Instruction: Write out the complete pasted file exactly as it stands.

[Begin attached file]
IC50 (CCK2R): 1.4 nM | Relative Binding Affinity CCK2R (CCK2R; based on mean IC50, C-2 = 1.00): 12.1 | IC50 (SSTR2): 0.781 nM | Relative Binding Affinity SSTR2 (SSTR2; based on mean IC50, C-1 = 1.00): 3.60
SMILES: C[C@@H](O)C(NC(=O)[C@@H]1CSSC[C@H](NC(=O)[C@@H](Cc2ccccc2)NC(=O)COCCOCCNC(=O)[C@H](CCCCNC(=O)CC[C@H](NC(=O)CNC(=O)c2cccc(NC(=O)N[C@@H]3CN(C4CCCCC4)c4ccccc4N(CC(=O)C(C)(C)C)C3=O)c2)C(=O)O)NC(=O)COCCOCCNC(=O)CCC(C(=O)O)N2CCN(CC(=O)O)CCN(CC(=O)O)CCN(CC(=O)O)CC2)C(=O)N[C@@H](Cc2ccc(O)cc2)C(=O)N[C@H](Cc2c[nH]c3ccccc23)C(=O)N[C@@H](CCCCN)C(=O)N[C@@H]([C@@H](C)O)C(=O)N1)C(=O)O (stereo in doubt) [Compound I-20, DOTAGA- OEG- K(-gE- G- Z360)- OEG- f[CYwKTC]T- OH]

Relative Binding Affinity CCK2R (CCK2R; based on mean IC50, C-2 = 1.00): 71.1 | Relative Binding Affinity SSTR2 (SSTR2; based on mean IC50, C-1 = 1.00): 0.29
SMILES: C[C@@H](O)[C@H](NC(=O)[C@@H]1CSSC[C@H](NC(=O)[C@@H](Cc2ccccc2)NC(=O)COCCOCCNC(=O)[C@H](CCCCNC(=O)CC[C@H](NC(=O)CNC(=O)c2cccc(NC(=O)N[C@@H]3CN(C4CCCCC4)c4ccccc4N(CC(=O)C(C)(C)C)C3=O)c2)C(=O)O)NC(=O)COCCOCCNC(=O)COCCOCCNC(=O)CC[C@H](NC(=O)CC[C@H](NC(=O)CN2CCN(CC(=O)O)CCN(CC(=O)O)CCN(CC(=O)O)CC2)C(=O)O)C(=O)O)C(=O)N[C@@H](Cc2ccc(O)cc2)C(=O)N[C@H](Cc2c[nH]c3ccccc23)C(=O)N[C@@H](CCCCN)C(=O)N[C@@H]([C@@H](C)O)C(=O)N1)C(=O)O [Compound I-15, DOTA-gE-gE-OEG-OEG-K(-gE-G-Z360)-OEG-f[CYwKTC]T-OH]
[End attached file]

IC50 (CCK2R): 1.4 nM | Relative Binding Affinity CCK2R (CCK2R; based on mean IC50, C-2 = 1.00): 12.1 | IC50 (SSTR2): 0.781 nM | Relative Binding Affinity SSTR2 (SSTR2; based on mean IC50, C-1 = 1.00): 3.60
SMILES: C[C@@H](O)C(NC(=O)[C@@H]1CSSC[C@H](NC(=O)[C@@H](Cc2ccccc2)NC(=O)COCCOCCNC(=O)[C@H](CCCCNC(=O)CC[C@H](NC(=O)CNC(=O)c2cccc(NC(=O)N[C@@H]3CN(C4CCCCC4)c4ccccc4N(CC(=O)C(C)(C)C)C3=O)c2)C(=O)O)NC(=O)COCCOCCNC(=O)CCC(C(=O)O)N2CCN(CC(=O)O)CCN(CC(=O)O)CCN(CC(=O)O)CC2)C(=O)N[C@@H](Cc2ccc(O)cc2)C(=O)N[C@H](Cc2c[nH]c3ccccc23)C(=O)N[C@@H](CCCCN)C(=O)N[C@@H]([C@@H](C)O)C(=O)N1)C(=O)O (stereo in doubt) [Compound I-20, DOTAGA- OEG- K(-gE- G- Z360)- OEG- f[CYwKTC]T- OH]

Relative Binding Affinity CCK2R (CCK2R; based on mean IC50, C-2 = 1.00): 71.1 | Relative Binding Affinity SSTR2 (SSTR2; based on mean IC50, C-1 = 1.00): 0.29
SMILES: C[C@@H](O)[C@H](NC(=O)[C@@H]1CSSC[C@H](NC(=O)[C@@H](Cc2ccccc2)NC(=O)COCCOCCNC(=O)[C@H](CCCCNC(=O)CC[C@H](NC(=O)CNC(=O)c2cccc(NC(=O)N[C@@H]3CN(C4CCCCC4)c4ccccc4N(CC(=O)C(C)(C)C)C3=O)c2)C(=O)O)NC(=O)COCCOCCNC(=O)COCCOCCNC(=O)CC[C@H](NC(=O)CC[C@H](NC(=O)CN2CCN(CC(=O)O)CCN(CC(=O)O)CCN(CC(=O)O)CC2)C(=O)O)C(=O)O)C(=O)N[C@@H](Cc2ccc(O)cc2)C(=O)N[C@H](Cc2c[nH]c3ccccc23)C(=O)N[C@@H](CCCCN)C(=O)N[C@@H]([C@@H](C)O)C(=O)N1)C(=O)O [Compound I-15, DOTA-gE-gE-OEG-OEG-K(-gE-G-Z360)-OEG-f[CYwKTC]T-OH]